- Everyone who works with food has a responsibility to ensure that the food they prepare or sell is safe to eat
- Volunteers and staff can be trained in food safety informally (doing a course inhouse or online) or formally (by taking an accredited course).
- Do Food Safely is a free, online food handling learning program provided by the Department of Health and Human Services.
- Food handling skills and knowledge will depend on the type of work volunteers are doing.
Food safety responsibilities
It is good practice for any community or not-for-profit group selling food as a fundraiser - for example at a cake stall or a sausage sizzle - to ensure that volunteers and staff understand their responsibilities as food handlers and know the essentials of good food hygiene and food safety.
Ensure that volunteers and staff:
- have food safety information about their food handling tasks
- can identify and correct (or report) situations or procedures that could impact on the safety of the food you are selling
- know their responsibilities in regard to health and hygiene requirements for preparing and handling food for sale.
Food handling requirements
Food handlers refers to anyone who is involved in any activity that involves food or surfaces likely to come in contact with food, including those in:
- preparing – such as chopping, cooking, thawing
- delivering and transporting
- cleaning tableware or equipment that comes in contact with food.
Food handlers need to have the skills and knowledge required to keep food safe for the jobs they carry out for your fundraiser. For example, a volunteer required to transport sausages to your barbeque will need particular skills and knowledge in food safety and food hygiene, such as the correct temperature to keep the meat at during transportation, how to test that the correct temperature is maintained, not to transport the meat in a dirty vehicle or with the family dog.
If food handlers have a range of different duties, such as making and then transporting cakes for a cake stall, then they must also have the skills and knowledge needed to undertake this work safely.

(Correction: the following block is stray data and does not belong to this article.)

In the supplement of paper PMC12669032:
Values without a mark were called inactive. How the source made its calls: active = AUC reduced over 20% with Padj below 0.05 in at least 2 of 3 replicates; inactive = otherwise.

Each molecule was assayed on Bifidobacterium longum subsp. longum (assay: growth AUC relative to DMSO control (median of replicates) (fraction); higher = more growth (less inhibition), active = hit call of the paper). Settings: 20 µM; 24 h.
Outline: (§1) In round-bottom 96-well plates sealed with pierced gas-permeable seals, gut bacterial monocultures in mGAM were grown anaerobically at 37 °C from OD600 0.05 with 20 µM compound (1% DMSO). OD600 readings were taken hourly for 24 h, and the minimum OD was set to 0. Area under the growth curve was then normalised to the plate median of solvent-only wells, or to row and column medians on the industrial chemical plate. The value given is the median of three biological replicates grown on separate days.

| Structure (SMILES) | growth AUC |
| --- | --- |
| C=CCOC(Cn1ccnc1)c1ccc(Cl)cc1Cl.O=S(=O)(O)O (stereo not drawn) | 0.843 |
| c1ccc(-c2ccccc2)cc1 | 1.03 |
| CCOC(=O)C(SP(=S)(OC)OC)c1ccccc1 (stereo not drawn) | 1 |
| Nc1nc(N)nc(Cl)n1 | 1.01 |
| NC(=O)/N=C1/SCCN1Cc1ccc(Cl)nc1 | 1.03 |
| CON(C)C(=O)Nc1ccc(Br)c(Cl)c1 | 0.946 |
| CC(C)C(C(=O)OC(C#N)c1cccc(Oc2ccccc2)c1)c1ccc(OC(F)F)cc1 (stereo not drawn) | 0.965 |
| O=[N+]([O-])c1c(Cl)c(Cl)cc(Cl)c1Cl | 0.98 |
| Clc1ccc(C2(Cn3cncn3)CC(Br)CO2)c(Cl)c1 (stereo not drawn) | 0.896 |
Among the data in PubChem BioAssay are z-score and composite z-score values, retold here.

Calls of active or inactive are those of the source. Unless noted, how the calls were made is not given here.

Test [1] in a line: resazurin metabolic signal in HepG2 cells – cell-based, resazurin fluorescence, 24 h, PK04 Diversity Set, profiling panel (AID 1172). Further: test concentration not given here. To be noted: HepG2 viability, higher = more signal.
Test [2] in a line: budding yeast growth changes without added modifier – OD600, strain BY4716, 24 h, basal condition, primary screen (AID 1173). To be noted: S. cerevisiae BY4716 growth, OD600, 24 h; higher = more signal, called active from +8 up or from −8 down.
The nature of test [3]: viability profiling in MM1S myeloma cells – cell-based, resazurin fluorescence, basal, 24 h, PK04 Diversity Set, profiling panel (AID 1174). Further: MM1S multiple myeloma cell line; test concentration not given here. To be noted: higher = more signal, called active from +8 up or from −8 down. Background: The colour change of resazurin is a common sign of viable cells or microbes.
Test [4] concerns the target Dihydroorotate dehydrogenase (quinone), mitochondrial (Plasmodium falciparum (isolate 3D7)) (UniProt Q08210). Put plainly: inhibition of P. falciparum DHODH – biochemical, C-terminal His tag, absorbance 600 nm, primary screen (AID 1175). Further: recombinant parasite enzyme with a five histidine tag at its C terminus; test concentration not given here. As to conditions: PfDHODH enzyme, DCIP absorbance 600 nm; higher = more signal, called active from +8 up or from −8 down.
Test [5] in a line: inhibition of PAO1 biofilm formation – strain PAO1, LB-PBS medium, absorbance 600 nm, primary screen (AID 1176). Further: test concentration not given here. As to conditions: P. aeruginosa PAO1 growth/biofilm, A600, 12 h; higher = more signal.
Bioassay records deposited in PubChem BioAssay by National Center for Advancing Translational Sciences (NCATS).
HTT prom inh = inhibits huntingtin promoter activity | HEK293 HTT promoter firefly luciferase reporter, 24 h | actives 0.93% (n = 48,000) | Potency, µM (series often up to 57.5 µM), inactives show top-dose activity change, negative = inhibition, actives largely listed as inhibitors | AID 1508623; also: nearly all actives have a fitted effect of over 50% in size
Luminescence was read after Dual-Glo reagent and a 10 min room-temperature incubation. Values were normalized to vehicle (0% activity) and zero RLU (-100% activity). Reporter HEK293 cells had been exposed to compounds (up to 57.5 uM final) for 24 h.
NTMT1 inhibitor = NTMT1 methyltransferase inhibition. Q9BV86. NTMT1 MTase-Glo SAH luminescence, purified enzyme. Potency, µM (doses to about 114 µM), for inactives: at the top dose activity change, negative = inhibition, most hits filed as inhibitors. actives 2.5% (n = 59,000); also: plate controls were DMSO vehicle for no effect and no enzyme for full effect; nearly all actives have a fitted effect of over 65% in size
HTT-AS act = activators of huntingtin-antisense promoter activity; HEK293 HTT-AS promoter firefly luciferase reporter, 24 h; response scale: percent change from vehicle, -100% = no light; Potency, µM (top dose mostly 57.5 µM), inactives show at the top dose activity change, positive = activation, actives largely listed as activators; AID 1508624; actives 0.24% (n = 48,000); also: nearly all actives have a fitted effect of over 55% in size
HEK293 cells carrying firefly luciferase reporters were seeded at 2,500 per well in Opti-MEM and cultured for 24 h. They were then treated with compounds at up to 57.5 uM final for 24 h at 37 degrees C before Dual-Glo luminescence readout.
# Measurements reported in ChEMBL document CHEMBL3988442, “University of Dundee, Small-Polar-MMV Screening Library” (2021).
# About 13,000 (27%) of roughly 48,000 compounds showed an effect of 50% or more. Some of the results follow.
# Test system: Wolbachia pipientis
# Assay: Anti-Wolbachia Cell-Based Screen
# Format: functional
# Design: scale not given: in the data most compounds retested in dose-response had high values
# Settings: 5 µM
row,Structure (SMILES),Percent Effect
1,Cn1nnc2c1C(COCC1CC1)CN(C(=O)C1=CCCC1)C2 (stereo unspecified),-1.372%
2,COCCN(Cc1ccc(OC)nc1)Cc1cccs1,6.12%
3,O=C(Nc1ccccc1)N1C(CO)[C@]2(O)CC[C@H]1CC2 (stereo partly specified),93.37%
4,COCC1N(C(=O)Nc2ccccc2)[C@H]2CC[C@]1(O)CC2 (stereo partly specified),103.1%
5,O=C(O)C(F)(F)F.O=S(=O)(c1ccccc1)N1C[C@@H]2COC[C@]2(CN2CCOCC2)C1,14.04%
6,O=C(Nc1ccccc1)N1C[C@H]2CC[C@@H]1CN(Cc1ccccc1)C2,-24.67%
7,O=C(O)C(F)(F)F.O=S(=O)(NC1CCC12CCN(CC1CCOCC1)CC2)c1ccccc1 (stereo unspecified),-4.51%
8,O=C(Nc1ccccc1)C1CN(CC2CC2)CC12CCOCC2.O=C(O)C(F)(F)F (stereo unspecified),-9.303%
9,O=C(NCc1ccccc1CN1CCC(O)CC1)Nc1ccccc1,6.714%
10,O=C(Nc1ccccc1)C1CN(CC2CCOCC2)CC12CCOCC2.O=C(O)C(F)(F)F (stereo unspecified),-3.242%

Skills, knowledge and food safety regulation
All food businesses, including community and not-for-profit fundraising activities that involve the sale of food, are required to abide by the regulations set out in the Victorian Food Act 1984 and by the Food Standards Australia New Zealand Food Standards Code (the Code). For more information see the in the download section below.
Food Standards Australia New Zealand
Standard 3.2.2 (Food Safety Practices and General Requirements) in the Code requires that people who handle food, and the people who supervise them, have the skills and knowledge in food safety and food hygiene for the work they do.
Food Standards Australia New Zealand (FSANZ) has also developed Food safety: Guidance on skills and knowledge for food businesses – advice for food businesses on the skills and knowledge requirement of Food Safety Standard 3.2.2., which can be found on their website: .
Most food handlers will need to have knowledge of:
- appropriate personal hygiene practices when preparing food such as how to wash their hands properly and how and when to wear gloves
- safe food handling practices, such as how to prepare and store food correctly
- appropriate hygiene practices, that ensure food preparation areas and the equipment used are clean and well maintained.
Additionally, specific practices the skills and knowledge needed for more specific food handling operations are also likely to be required. Specific practices can include knowledge and skills such as temperature control and identification of allergens in food for sale.
Food handling training
Food handlers do not have to attend accredited food safety training courses to meet the skills and knowledge requirements for handling food safely. Volunteers and staff should, however, be encouraged to understand their food safety responsibilities under the Act and the Code.
Do Food Safely
Do Food Safely is a free, online food handlers' learning program provided by the Department of Health and Human Services' Food Safety Unit. The program is designed for food handlers and can be used as a learning tool for volunteers and staff. The program takes about an hour to complete and a certificate of completion is issued to those who achieve a score of at least 90 per cent on the quiz at the end of the program.
If you or your volunteers or staff members wish to gain accreditation in food safety practices, contact a local registered training organisation (RTO) to find out more about accredited courses.
Reviewed 14 April 2022